How Do I introduce a new hen, They killed her

Discussion in 'Managing Your Flock' started by Joe.G, Mar 16, 2012.

  1. Joe.G

    Joe.G Chillin' With My Peeps

    Nov 16, 2011
    Eastern NY
    Hi, I had lost a hen for an unknown reason Fine when I put them up for the night and she was weak the next morning and dead by the afternoon. I got a replacement hen ( One that all of my birds except for the rooster used to live with ) and they were rough on her right away, They seemed to have eased up on her but I found her dead tonight they tore her up and I feel bad.

    The Rooster and the hens were both nasty to her.

    So my Question is how do I make sure or at least better my chances next time?
  2. Marty1876

    Marty1876 Hi Everyone!

    tough crowd, eh? Can you put the hen in a smaller space, then add a few chickens w/her, then return all to hen house in a few days at night?

    Remember, your hens may have died of an infection in your hen house. They will canabalize the dead. [​IMG]
  3. karlamaria

    karlamaria Chillin' With My Peeps

    Jan 30, 2011
    Western montana
    To ad a new hen always put them behind a fence so the other birds can see her, but not touch her. Often it's best to have the new birds in a different coop . Over time introduce them in the yard, sooner or later they should all get along, but it's always best to allow time between birds to get to know each other. Never throw them together right away. I have 2or3 coming in may, they will have there own coop and share part of the pen divided so they can see each other but not harm one another.
  4. Joe.G

    Joe.G Chillin' With My Peeps

    Nov 16, 2011
    Eastern NY
    I am thinking about putting the chicks when there old enough to go outside in to a fenced off section in the coop, and ill put them in there when the other are out of the coop, Ill then leave them divided for a couple weeks and tehn either let them out of there section while the others are outside or Ill let them out at night, How does that sound?
  5. Seprate her and let them just get used to them, and when they ignore her thats good so then you can introduce her
  6. donrae

    donrae Hopelessly Addicted Premium Member

    Jun 18, 2010
    Southern Oregon
    Do you have enough space for the new girl to get away from everyone else? You're running a fair amount of birds, you may need to look at your space requirements.
  7. Joe.G

    Joe.G Chillin' With My Peeps

    Nov 16, 2011
    Eastern NY
    I may put a addition on or Build a second coop, They will Free range all day so they only will be inside to sleep.
  8. SarahBeth9394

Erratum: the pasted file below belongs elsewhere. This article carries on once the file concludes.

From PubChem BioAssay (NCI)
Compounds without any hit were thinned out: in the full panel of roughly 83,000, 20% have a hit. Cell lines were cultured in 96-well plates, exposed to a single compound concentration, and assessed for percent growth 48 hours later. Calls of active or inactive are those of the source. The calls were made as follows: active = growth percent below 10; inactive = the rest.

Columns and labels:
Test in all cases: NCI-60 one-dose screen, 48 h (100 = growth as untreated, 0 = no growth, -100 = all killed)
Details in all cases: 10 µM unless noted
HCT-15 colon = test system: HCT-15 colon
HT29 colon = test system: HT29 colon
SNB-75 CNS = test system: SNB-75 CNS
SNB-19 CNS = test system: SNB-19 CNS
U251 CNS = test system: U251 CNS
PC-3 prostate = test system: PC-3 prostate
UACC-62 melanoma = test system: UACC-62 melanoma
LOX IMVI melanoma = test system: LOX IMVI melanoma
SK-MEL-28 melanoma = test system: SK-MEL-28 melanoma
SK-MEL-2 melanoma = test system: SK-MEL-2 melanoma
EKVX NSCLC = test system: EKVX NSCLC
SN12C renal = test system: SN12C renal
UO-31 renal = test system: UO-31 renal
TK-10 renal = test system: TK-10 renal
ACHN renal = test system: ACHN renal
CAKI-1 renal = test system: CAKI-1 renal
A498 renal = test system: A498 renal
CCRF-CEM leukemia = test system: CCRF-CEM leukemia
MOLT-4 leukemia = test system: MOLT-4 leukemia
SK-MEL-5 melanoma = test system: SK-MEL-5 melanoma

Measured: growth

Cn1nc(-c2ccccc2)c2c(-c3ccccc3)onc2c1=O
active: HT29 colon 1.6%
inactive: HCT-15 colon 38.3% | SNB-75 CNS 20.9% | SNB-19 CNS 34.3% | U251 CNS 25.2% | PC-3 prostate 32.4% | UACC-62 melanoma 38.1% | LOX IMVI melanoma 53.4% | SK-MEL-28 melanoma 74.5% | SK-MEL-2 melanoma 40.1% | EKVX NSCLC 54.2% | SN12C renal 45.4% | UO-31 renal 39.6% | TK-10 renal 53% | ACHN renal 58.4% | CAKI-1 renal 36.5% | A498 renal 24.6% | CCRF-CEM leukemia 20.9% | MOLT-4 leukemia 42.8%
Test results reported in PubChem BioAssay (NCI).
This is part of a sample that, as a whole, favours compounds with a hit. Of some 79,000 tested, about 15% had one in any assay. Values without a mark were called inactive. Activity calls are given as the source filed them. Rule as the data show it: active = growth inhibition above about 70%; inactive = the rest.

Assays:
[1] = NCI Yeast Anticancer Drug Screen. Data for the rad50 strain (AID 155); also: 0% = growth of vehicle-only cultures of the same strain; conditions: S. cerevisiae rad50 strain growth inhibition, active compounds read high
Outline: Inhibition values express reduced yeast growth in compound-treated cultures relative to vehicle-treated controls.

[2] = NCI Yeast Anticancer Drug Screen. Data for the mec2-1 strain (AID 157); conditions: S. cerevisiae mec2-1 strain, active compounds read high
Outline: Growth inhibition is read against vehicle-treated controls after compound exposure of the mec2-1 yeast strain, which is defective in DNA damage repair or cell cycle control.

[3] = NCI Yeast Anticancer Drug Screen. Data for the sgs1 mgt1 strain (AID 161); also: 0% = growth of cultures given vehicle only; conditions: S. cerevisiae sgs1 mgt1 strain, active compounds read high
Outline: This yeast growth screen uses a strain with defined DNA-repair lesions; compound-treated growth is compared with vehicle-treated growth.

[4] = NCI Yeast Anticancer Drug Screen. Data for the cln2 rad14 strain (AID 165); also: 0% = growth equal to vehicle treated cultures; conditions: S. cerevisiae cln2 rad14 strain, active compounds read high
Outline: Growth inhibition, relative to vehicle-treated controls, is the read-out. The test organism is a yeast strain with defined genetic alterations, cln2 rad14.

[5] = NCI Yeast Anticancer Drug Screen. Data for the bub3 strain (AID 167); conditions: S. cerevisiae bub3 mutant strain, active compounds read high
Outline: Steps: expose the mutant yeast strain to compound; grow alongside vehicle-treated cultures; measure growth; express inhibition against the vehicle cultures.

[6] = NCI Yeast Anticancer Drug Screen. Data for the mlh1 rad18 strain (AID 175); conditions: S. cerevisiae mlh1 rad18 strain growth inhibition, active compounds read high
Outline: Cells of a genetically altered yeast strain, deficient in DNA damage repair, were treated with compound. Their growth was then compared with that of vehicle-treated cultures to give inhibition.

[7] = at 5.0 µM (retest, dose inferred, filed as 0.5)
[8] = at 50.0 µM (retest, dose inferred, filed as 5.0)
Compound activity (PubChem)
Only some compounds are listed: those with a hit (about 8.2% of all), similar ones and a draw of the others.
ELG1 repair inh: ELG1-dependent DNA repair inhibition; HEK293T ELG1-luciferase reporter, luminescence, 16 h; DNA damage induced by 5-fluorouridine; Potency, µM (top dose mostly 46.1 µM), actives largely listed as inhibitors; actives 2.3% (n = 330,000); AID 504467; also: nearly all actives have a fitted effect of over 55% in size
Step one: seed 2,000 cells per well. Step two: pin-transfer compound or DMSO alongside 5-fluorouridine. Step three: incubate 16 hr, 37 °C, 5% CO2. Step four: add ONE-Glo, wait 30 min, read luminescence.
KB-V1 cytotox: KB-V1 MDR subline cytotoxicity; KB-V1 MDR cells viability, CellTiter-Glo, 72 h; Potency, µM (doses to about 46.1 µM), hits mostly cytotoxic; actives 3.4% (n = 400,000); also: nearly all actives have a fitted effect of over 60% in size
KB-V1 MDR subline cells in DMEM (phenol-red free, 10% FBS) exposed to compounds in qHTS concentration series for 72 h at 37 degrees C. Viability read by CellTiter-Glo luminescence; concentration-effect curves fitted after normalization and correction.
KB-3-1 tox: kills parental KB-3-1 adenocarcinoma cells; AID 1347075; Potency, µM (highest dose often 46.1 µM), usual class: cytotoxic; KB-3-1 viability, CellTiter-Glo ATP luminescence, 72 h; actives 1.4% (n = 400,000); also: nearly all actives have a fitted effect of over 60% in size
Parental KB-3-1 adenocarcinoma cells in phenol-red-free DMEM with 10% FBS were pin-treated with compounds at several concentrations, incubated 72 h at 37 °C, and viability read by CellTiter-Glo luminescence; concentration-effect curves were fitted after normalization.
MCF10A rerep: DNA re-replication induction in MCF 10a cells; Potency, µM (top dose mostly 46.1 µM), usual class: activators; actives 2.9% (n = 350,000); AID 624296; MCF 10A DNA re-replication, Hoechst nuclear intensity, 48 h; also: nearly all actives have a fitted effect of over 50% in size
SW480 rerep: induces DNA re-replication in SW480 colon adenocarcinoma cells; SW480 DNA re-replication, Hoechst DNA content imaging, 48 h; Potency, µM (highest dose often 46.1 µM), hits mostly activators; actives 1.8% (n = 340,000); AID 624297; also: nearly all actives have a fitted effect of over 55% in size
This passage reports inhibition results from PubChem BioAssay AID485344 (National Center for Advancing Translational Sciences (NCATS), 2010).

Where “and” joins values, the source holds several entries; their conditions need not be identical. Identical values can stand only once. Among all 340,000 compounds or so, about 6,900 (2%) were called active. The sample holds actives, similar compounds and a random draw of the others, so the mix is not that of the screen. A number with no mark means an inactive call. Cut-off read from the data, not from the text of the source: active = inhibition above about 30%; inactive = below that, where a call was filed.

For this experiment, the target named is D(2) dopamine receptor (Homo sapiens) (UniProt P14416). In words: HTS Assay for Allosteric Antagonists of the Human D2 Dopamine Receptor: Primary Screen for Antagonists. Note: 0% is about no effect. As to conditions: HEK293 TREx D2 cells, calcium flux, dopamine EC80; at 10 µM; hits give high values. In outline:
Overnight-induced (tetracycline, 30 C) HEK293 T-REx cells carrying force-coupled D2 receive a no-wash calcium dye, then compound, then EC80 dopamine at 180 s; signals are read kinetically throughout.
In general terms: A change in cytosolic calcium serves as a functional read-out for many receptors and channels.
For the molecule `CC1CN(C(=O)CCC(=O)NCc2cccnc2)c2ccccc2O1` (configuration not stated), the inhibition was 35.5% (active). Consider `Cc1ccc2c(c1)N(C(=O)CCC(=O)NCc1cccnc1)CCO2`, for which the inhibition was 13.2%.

SarahBeth9394 Chillin' With My Peeps

    Aug 23, 2008
    We added two 7 week olds to a flock. What we did was we propped a board against the fence that only the youngins could fit under. When the big girls would peck at them they could take cover. I also put a separate waterer and feeder out for them so they didn't compete for it. Within a week they were accepted into the coop but didn't sleep with the others. It was warm enough out that they didn't need to be in the coop at the time. But I do keep a run like fort knox so they were safe. Within a couple weeks they all were using the same feeder and waterer. Once they were full grown they were integrated and sleeping with the other hens.
  9. CarolJ

    CarolJ Dogwood Trace Farm

    Jun 3, 2011
    Middle Tennessee
    I've introduced new chickens to a flock several times. Here is what has worked for me. I keep the new chickens in a separate pen from the flock - but the two pens share one fenced wall so that they see each other all day long. After a week or two, I open a pop door between the two pens after I let the older ones out to free range. I've found that the new ones like to explore the bigger pen - and vice versa. After another week or two, I close the pop door when all the newcomers are in the big pen. That first night, I wait until the main group has gone to roost. The newcomers are usually huddled on the floor. I pick them up and place them on the roost next to the main group. There will be some pecking and bullying - but so far it hasn't been a big deal. After a few days they have the pecking order worked out. Just be sure to provide places where the newcomers can run to get away from any aggressive chicken.

    Having extra feeders and waterers is a good idea since chickens don't like to share with newcomers.
  10. centrarchid

    centrarchid Chicken Obsessed

    Sep 19, 2009
    Holts Summit, Missouri
    Several tricks can work. My preferred when making additions is to reorganize coop area so every body thinks they are in a new location. If working, brief fights between birds that know each other well are likely and this prevents excessive attention directed solely at new comer(s). Sometimes when introducting game pullets to flock of hens for winter I place pullets in a pen within coop housing hens. They can interact through sight and sound but pullets can withdraw when pressed too hard by hens. Following a couple days of such exposure the pullets can be released with hens. Fighting will still occur briefly and usually be oneside in being directed at pullets but hens will not generally pursue pullets to cause real damage. Still supervise.

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